Declan Whelan opened his talk (slides: ) with the statement: "I am very qualified to give this talk, I've created a lot of technical debt”.  Besides being funny, it is an excellent statement on all of us in the development community.  Technical debt is all about discipline and we all succumb at some point and need to be vigilant.

For those not familiar with the phrase, technical debt is the cruft we accumulate in software usually due to deadline pressure.  Those decisions we make that complicate the creation of software in the future.  This isn’t about bugs, but about design decisions and shortcuts that make our future self’s life miserable.

Useful diagram for conveying slow down caused by technical debt

I very much plan on using this diagram.  It is conveyed better if you draw it interactively, talking to people about the how much longer it takes to get each version out, or how much less development you can do per time box.  Once you’ve drawn the curves, you connect the difference to show it as an expression of technical debt.

Whelan reminded us of the ultimate cost of technical debt: re-writes.  One example was Netscape — a copy arguably destroyed due to a giant re-write.  He also very honestly admitted that Agile’s focus on speed can make technical debt worse.  Discipline is required to overcome this, but in a speed-of-delivery focused environment this can be problematic.

The phrase “technical debt” itself is revealing.  Just like a low principal mortgage, you eventually end up spending more time due to the debt than the features you want delivered.  This can be hard for non-technical people to understand.  Whelan used the analogy of a dirty kitchen.  When management walks into a filthy kitchen with dishes piled high and rats and roaches scrambling, they understand this.  Software doesn’t really have the equivalent.  Management only sees a slowing in delivery.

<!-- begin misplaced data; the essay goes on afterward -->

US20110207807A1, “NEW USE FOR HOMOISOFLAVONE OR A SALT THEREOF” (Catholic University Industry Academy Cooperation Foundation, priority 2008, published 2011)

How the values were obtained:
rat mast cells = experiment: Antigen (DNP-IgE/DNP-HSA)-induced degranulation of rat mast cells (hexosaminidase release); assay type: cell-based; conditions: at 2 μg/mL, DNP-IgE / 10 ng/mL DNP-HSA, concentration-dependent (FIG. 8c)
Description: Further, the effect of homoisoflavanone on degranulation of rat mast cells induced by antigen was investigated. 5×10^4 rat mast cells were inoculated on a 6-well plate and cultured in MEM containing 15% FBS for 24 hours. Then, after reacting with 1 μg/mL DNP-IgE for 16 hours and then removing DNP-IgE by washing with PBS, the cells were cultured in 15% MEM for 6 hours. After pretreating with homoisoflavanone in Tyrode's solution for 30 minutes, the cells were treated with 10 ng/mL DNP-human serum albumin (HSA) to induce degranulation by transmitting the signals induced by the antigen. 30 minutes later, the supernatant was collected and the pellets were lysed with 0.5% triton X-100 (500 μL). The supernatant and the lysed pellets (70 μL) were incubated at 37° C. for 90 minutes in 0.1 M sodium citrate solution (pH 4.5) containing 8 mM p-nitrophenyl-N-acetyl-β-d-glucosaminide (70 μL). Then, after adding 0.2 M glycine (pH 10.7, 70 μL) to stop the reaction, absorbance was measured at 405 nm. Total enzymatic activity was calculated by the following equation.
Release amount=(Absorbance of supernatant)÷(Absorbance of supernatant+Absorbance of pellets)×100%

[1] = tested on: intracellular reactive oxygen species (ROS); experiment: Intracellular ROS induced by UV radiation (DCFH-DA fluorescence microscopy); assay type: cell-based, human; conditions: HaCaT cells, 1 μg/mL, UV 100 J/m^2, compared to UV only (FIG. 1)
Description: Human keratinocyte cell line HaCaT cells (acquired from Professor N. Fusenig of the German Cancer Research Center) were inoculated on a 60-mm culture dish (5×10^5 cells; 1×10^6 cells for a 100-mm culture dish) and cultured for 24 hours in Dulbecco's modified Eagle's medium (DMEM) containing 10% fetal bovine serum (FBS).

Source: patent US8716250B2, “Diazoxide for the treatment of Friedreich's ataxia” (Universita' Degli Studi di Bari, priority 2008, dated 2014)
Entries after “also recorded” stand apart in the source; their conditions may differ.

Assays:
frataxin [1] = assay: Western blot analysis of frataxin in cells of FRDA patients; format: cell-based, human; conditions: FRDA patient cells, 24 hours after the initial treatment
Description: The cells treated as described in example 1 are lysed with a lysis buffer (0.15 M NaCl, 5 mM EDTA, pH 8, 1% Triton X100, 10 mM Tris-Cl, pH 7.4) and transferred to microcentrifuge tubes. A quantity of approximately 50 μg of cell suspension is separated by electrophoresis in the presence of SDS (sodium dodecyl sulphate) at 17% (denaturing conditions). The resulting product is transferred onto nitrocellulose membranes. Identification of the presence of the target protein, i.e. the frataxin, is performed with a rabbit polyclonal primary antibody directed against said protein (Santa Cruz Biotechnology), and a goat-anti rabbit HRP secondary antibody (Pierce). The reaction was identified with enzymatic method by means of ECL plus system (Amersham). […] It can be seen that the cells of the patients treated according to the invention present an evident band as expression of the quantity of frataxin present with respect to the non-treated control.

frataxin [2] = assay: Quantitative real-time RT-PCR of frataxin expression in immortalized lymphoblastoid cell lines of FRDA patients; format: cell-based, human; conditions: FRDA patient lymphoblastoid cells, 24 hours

The truly depressing part of all of this is it is a solved problem.  We know what causes it, we know how to avoid it and yet we succumb. 

As an exercise we played the excellent game Dice of Debt by Tom Grant.  It conveys the value of increased delivery in the long term by spending a portion of your development effort to improve the software quality.

A couple of references mentioned were the book Your Code As A Crime Scene by Adam Thornhill and the Agile Alliances A2DAM.  The book describers techniques for measuring technical debt and how to focus on the areas in your code with the best return on effort.  The Agile Alliance Debt Analysis Model describes how to analyze, fix and prevent technical debt.


Doc Norton's talk on Host Leadership was a great intro to the topic; introducing the concept of leadership through invitation and the 6 roles.  Declan Whealan's seminar on technical debt gave me new tools to help guide a conversation on an important subject that I often come across in my coaching. These were only a subset of the sessions I attended, maybe I'll detail the others in another post later. 

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Christopher Trudeau

I'm a Software Architect and VP Development with experience in the start-up and Fortune 500 worlds. My industry experience includes telecom, banking, electronic publishing and gaming. I'm passionate about building strong, successful development teams using just the right amount of process. I've built teams responsible for delivering highly available systems capable of serving millions of users.
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Christopher Trudeau

I'm a Software Architect and VP Development with experience in the start-up and Fortune 500 worlds. My industry experience includes telecom, banking, electronic publishing and gaming. I'm passionate about building strong, successful development teams using just the right amount of process. I've built teams responsible for delivering highly available systems capable of serving millions of users.